Reviewed by Uncle Creepy
Starring Doug Bradley, Andrew Robinson, Ashley Laurence, Sean Chapman, Clare Higgins
Directed by Clive Barker
Distributed by Anchor Bay Entertainment
Man. How in the world do you sit here and write a review for Clive Barker’s masterpiece Hellraiser? What is left to be said? If you’re any kind of horror fan, the smart money is on you already knowing all there is to know about the movie so rehashing the story is pointless. Additionally, I’m guessing that you’ve already purchased nine different DVD editions of this flick over the last few years. So … all that remains is the Blu-ray. Is there anything new? How does it look/sound, etc.? I am going to tackle that, but before I get to the goods …
It should be noted that about 98% of the special features included in this high definition package have already appeared on the stellar Hellraiser: 20th Anniversary Collection DVD (review). Hit that link for the skinny on everything that is a non Blu-ray exclusive.
So first the big question … how does it look? Does the addition of 1080p enhance the experience? Hell yes, it does. And amazingly so. There are times when there’s a good deal of film grain still present, and then there are moments when everything is crystal clear. The blacks are solid and have much more depth to them. I found myself seeing things I’ve never noticed before, and I’ve seen this movie A LOT. Countless times even. One look at the now clearly visible rust and viscera on the chains, and you will be, pardon the pun, hooked. Though not as drastic a difference as, say, Anchor Bay’s amazing hi-def transfer of George A. Romero’s Dawn of the Dead, Hellraiser will still have your eyes popping out of your skull. It’s impossible to not notice the difference.
In terms of audio we get an upgraded English Dolby TrueHD 5.1 track. Without question Christopher Young’s score is the star of this particular area of remastered goodness, and the ambient sound effects like chains rustling, etc., have been wonderfully mixed, emitting their sounds of suffering from every corner of your room. There’s just one small problem. Every now and again the movie’s dialogue seems a hell of a lot lower than everything else. This makes for a constant monitoring of the volume, and that can be a bit of a pain in the ass. Still, this package definitely delivers in the audio and video departments.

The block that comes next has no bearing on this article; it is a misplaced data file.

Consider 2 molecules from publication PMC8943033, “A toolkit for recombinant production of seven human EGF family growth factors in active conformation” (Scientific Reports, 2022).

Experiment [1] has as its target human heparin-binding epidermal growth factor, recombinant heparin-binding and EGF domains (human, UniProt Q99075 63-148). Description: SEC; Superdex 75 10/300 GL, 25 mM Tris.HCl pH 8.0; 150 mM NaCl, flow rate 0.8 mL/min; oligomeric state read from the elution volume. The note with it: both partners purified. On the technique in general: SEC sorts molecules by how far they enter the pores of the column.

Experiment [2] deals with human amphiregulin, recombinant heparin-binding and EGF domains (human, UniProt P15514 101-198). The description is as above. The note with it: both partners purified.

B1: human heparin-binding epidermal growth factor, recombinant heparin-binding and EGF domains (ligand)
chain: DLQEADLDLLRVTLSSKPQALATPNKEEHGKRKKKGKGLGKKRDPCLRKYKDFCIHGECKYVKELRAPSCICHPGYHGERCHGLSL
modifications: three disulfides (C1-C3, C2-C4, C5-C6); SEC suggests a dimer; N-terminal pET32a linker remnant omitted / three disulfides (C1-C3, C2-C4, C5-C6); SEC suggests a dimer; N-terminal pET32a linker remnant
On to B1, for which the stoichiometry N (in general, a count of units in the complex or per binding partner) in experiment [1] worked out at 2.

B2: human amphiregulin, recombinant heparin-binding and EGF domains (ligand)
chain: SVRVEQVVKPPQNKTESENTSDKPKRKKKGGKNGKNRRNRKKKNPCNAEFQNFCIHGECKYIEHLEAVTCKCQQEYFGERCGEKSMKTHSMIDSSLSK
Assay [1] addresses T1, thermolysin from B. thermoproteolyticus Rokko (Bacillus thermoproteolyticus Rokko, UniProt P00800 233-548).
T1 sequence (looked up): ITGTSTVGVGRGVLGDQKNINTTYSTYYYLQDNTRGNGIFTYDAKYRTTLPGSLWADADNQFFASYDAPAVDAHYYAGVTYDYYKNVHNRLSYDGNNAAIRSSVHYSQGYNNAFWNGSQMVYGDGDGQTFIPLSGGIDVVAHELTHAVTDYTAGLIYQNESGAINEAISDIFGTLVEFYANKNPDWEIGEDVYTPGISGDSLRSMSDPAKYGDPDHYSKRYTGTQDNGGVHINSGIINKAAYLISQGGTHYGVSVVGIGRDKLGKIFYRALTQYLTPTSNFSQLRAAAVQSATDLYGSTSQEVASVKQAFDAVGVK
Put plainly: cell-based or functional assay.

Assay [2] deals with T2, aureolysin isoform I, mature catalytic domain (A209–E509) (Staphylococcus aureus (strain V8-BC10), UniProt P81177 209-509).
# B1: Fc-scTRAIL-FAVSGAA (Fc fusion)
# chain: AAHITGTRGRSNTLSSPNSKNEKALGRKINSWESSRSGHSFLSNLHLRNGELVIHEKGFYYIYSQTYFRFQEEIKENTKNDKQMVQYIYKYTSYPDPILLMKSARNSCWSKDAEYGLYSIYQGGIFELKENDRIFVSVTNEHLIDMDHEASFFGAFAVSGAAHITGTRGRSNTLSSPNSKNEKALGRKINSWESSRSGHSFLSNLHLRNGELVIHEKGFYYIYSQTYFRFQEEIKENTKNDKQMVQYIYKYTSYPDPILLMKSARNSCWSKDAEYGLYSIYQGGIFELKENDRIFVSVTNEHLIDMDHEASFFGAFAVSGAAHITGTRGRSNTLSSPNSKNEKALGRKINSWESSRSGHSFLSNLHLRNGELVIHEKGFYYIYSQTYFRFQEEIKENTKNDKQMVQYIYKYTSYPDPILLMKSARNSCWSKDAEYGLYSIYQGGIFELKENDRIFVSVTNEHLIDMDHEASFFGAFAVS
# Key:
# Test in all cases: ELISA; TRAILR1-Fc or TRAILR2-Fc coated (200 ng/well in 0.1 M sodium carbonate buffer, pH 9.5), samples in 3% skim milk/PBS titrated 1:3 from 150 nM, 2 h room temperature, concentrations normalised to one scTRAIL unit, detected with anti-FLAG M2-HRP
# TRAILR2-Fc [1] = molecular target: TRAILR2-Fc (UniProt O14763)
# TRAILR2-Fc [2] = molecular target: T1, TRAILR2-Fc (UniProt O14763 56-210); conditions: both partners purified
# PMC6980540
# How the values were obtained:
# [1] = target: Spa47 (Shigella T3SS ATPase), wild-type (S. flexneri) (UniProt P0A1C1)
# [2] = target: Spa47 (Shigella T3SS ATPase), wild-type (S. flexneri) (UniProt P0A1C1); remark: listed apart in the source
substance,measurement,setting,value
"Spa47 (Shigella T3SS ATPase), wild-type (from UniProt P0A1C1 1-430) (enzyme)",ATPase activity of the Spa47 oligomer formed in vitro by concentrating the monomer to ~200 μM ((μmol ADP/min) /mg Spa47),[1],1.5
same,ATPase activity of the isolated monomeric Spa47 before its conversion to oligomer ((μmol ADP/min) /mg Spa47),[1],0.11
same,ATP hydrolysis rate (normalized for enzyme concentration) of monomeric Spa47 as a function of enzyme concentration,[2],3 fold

In terms of Blu-ray exclusive features? Not so much. As mentioned, all of the special features from the last edition of Hellraiser are present and accounted for, but the only completely new bits of extras are a pop-up Fast Film Facts subtitle track and the fact that the disc is BD Live enabled. [Note: None of the BD Live features were working yet at the time of the writing of this review, but they usually consist of sharing pictures, clips, etc., with other BD Live users.]
Also noteworthy is that you can get this Blu-ray in one of two ways, either by itself or in a really badass boxset that looks like a large version of the famed Lament Configuration. The box is made of sturdy hard plastic, and it houses the Blu-ray along with the 20th Anniversary Edition DVD and even the latest DVD edition of Hellbound: Hellraiser II DVD (review here). By virtue of the stellar packaging alone, this is a must for fans and collectors.
So there you have it, kids. The Cenobytes still have “such sights to show you” only now you can see every single gory detail leaping off of the screen. If you’ve got the tech and are a fan, there’s not a single reason in the world why you shouldn’t own this.
5 out of 5
4 out of 5